By Rikke Haslund Jønsson, Junior Researcher
My research process in ETHOS Lab started with the desire to find a way to organize and optimize individual learning for myself and other students as a reaction to the focus on group lectures and group work. I found that we were expected to know how we study optimally when we – the students – are on our own, which I experienced not to be the case.
I wanted to analyze how individuals learn on their own compared to a more structured and set learning space in a classroom. Due to my connection to ETHOS Lab, researching NavCom-Radio and Python Study Group become my primary focus as alternative learning sites, but with Covid, communication troubles, and time restraints my attempts and initial ideas did not lead to any outcome.
I then found the direction which I presented in my last blog post. I believed that having a better understanding of the individual’s abilities could be a fruitful starting point when designing a learning process. However, as it is with most research the answer was more complex.
Opening Another Door
Breaking away from the schematic theory of classifying one learning style per individual, I reflected on learning styles as rather being a spectrum, which turned out to be supported by several research papers. The key takeaway is that multiple learning styles (especially if it includes a visual format) will be best for most people. Even if one finds that they prefer verbal learning, you will still benefit from receiving information through multiple formats.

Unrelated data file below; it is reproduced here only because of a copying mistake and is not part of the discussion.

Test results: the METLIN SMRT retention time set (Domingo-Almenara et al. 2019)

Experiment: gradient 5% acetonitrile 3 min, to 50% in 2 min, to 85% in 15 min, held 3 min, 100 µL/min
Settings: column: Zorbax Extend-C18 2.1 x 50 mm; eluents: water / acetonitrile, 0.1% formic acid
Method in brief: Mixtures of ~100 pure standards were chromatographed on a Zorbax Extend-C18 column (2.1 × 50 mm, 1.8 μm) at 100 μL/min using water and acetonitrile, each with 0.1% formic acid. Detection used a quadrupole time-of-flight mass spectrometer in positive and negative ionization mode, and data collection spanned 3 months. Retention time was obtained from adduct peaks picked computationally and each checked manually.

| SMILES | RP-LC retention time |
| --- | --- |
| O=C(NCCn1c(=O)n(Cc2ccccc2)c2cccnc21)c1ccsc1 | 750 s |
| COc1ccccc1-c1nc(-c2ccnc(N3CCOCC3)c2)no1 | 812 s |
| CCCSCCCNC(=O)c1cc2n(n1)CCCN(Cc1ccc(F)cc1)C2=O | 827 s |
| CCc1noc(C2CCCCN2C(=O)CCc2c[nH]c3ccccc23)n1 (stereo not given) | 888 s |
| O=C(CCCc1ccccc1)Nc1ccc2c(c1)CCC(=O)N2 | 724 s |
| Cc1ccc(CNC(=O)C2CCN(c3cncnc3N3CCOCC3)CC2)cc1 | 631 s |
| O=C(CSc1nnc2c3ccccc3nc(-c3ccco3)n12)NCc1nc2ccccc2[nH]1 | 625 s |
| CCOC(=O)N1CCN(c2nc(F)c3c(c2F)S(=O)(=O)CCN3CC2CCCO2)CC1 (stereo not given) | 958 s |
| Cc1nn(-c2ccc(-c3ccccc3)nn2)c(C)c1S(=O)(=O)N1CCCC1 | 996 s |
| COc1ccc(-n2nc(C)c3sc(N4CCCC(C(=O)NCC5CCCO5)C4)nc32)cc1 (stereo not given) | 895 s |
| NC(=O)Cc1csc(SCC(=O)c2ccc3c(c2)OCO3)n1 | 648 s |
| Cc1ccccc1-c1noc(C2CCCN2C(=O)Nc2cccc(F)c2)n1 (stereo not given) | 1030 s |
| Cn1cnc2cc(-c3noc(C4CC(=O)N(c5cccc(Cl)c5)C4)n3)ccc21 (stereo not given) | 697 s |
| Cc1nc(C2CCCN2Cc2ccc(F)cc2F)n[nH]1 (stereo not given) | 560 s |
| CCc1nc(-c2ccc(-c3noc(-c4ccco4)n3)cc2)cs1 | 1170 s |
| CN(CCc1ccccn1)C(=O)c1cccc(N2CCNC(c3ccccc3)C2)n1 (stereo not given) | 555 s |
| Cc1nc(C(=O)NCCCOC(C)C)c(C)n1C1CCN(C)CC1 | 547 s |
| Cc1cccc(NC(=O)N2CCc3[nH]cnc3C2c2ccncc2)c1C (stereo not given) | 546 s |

With this knowledge, it of course felt nice to be confirmed in my theory but having changed directions multiple times to get to this theoretical outlook, and now having to reflect on my direction once again took a lot of motivation and energy from me.
After this blog post, I wanted to further research the different types of learning and how they could complement the individual learning process. As I had acquired more knowledge about the learning styles, several different focal points appeared to me on how an individual can customize their own experience and thereby get a better outcome. As there are so many different directions and options to explore, I found it difficult to know where to start, and what I was looking for. Despite having some of the initial research limited down, I experienced how the issue is still rather vast when trying to scope the project.
The Process Shows the Context
There is so much great research out there, and after having been presented to just a fraction, I have come to understand how complex even just finding my focus and niche can be. My entire process as a Junior Researcher can be said to be a reflection of some of all the challenges and possibilities a researcher can encounter, while simply trying to narrow down a research question.
While thinking that one door closed, it just sheds light on all the other wide-open doors. Before giving much thought to my process, I would then just try a new random direction that looked interesting, not considering the specific routes and destination that I desired.
So before trying to find the ideal learning process, I believe that I need to make a research design, to give myself a focus and thereby a place to start. All this with the understanding that it will be a complex experience with many options and best of all, a lot of knowledge to gain.